The Shetland Islands

After our one and only episode of mal de mer, we were all aware of how quick we could go down if we took our mind off the subject so kept ourselves well medicated with Kwells and Scopolamine patches.

Day 9: Friday 14th June. Our sail to the Shetlands was uneventful. The winds and sea state were moderate, sky lightly clouded with a foggy morning. All were nothing new. Too get a 100 percent clear sunny day was rare. We left Inverness at 10:55 arriving into the Shetland capital, Lerwick on Day 10, Saturday 15th June 14:40. The weather slowly worsened so Philip and James decided to sit it out on Sunday and Monday, leaving Tuesday as early as possible.

County Building – Sheriff’s Court
Our pathway to showers and laundry
Town Hall
Old Fort
Walking back to French Kiss
Local beach

Carrie and I ventured around the streets and lovely little shops. We sunk ourselves into the Shetland Times Bookshop. Beautiful books and plenty of reading matter for the trip ahead. Coffee and scones never as good as my mum’s. This really surprised me as English tea, scones, jam and cream had always rung a testament of quality. English royalty, upper crust type of thing!!! Through all our travels the scones were dry and much fluid needed to wash them down! No wonder the English drink so much tea!!!

Day 12: Monday 17th June. We woke to a beautiful day! The elusive Puffin was high on the agenda. Philip and I had searched on our way passed Wales, in water ways and islands including Puffin Island without success. The skies had cleared so the four of us hired a taxi to drive us to see Puffins wherever they were. Our taxi driver was an encyclopedia of information. He stopped at sites and explained the history and culture of the Shetlands… and he took us straight to the puffins! What a gem!

Steep roofs of Shetland homes
Ruins from ancient times
Shetland wool
Shetland ponies
Shetland foal
Shetland pony
A puffin would have to be the cutest of birds!
A puffin: approx. 15cm tall. A group of puffins is called a ‘circus of puffins’
Nesting puffin

Puffins are very social little birds living on cliff edges, feeding on eels, herrings and other small fish. We were surprised when our paddling friend, Kerry Moore sent a text asking what is a group of puffins called. We didn’t know! ‘A circus of puffins’ she text back. How funny. They do look like little clowns!

A first time experience was stopping at traffic lights while a small air craft taxied along the run way in front of us. As soon as it was clear, the green lights gave us the go ahead and our taxi proceeded at right angles to across. We looked straight down the run way with a strange insecure feeling like we shouldn’t be doing this!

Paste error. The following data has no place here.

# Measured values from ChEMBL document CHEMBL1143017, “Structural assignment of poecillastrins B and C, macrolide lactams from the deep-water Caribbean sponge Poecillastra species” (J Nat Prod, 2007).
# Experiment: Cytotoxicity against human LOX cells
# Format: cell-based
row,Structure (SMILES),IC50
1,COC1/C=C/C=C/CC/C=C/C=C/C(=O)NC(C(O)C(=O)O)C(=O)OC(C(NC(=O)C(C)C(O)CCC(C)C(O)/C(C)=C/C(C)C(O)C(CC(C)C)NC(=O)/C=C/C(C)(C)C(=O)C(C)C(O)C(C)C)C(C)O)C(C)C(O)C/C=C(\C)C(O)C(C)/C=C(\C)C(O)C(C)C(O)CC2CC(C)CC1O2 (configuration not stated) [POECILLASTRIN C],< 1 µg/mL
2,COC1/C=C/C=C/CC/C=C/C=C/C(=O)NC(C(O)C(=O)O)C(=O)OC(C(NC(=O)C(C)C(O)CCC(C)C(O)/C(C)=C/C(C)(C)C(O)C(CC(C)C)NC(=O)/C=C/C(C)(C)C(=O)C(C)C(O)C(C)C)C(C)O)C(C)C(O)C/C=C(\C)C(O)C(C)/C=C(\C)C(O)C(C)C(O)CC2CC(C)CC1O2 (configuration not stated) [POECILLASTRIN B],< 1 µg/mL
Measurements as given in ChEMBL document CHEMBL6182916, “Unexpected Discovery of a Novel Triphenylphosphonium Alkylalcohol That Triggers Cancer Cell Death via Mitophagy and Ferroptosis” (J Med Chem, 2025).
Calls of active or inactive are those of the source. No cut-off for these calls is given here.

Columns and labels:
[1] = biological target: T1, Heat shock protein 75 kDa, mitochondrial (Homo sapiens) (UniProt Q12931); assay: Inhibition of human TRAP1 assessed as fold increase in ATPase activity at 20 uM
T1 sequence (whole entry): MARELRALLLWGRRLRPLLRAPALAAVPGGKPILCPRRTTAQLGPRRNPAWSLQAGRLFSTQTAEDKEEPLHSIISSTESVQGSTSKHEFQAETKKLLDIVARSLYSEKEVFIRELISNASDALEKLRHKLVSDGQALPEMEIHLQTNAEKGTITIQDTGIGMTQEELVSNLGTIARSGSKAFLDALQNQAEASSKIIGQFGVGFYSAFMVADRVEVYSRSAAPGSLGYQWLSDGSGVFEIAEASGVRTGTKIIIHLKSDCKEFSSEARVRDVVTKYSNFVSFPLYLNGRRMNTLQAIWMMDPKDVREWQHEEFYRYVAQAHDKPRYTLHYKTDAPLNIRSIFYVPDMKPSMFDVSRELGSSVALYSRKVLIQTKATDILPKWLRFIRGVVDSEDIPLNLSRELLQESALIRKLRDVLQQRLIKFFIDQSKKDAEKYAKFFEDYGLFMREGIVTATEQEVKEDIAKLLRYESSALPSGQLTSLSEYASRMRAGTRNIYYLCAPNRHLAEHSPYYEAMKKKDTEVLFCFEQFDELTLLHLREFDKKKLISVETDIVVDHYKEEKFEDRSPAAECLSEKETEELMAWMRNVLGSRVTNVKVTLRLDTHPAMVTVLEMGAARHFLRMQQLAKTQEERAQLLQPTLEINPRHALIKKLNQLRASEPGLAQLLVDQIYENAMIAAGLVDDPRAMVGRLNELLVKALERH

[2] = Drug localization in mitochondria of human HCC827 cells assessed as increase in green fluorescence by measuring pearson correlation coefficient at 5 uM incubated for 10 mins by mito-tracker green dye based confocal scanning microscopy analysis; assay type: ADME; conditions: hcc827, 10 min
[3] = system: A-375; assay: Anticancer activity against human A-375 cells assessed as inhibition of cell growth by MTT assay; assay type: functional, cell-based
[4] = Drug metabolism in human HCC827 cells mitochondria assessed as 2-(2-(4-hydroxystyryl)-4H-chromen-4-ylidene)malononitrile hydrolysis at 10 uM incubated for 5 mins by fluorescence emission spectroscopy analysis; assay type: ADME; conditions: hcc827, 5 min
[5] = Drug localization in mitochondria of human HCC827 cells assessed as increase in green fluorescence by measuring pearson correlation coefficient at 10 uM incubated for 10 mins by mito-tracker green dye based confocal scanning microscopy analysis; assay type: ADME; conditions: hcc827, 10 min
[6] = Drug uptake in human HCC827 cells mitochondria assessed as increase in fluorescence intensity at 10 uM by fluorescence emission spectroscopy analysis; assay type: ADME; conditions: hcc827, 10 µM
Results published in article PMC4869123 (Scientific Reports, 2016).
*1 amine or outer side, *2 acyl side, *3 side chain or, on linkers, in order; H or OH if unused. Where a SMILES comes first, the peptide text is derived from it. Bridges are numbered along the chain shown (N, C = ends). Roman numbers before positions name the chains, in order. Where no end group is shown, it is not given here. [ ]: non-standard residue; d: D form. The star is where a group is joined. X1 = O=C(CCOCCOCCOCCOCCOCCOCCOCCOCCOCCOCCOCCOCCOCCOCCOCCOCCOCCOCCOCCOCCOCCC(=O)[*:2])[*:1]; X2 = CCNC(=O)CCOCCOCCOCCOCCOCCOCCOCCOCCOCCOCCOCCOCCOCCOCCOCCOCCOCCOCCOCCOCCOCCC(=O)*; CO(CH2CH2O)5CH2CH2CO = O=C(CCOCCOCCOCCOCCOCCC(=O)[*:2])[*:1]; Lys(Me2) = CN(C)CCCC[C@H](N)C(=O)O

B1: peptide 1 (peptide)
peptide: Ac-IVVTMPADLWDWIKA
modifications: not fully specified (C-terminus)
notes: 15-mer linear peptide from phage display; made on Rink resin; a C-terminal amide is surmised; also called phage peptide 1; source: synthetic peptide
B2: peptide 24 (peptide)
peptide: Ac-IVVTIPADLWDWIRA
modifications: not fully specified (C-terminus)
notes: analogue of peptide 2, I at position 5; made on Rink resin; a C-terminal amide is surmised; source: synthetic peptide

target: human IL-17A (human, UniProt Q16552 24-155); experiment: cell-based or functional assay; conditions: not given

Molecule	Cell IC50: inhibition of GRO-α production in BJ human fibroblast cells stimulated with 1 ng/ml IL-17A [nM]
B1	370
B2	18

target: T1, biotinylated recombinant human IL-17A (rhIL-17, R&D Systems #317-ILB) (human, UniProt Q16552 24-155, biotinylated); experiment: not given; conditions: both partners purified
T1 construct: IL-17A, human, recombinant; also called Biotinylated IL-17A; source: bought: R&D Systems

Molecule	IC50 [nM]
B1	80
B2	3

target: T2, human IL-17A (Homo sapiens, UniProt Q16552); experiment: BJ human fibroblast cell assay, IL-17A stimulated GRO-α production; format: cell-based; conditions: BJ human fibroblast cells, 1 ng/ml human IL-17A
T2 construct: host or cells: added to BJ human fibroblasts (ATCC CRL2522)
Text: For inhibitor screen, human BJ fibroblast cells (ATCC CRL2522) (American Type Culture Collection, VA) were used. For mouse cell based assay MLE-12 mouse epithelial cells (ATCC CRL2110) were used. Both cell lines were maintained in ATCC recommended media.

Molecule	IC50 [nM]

Main road crossing over the airport runway
Carrie and French Kiss – Lerwick Marina
Our favourite coffee shop. French Kiss tied up in front of blue Hilux
Local pub were we enjoyed a few beers, wine and dinner

Two qualified yacht masters on the same yacht can be quite a challenge. Philip and James decide James will do the weather and navigating and Philip will take overall responsibility for the safety of everyone on board and ultimately all decisions made.

Weather reports and synoptic charts are favourable for the next week. James was to fly home to Amber and the children from here but decided to head straight to Svalbard while the weather was good, winds were a low 10 knots.

Another joke from Shona

Saturday: We grew curious at the crowds gathering on the street above. Mingling and asking questions, we were told a Parade of Vikings was on its way. It’s an annual fund raising event. We had seen the pirates attack Conwy and felt privileged to witness the Vikings.

Anything goes when it comes to collecting money for charities

They passed in groups or maybe their clans showing off their ancestry costumes. It was wonderful!
Participants even traveled from Norway as the Shetlands were once belonged to them. Back in the 8th and 9th century, the expanding population of Scandinavian countries shifted the Vikings attention to invading their neighbours, the Shetlands included. During the 1400’s the King of Norway, Christian I, pledged the Shetland Islands as a security against a payment, the doury of his daughter, Margaret, betrothed to James III of Scotland. The king couldn’t afford the doury so the unpaid debt fell on the Shetlands which soon belonged to Scotland. Two hundred years later 1978, oil was discovered off the east and west coast. Fishing, crude oil and natural gas are their main revenue producers. We were told there is zero percent unemployment in the Shetlands. Their oil terminals are the largest in Europe as we soon saw for ourselves sailing between the platforms. The Norwegians mustn’t be too impressed with old King Christian now!

My encounter with a ‘real’ Viking
A Viking boat
An interesting monument on the marina. Molted aluminium cooling to a solid in equal portions at the right moment!

Like all of Europe and the UK, there is so much history here. We have had a great time. We need a good sleep tonight as tomorrow is an estimated 10 day sail, 24 hours a day on 3 hour shifts. We don’t want to leave Carrie on her own yet so her and I do our shifts together. The weather forecast looks good but who knows what we are in for heading into the North and Norwegian Seas.

Good night! Sleep tight! Don’t let the bed bugs bit!

One Reply to “The Shetland Islands”

  1. That was so interesting Wendy, you can look and realise how awesome the whole sail was. I was shocked about the scones being dry, I thought the recipe came from England .fantastic Photos

Leave a Reply to Dalmai Fitzgerald Cancel reply

Your email address will not be published. Required fields are marked *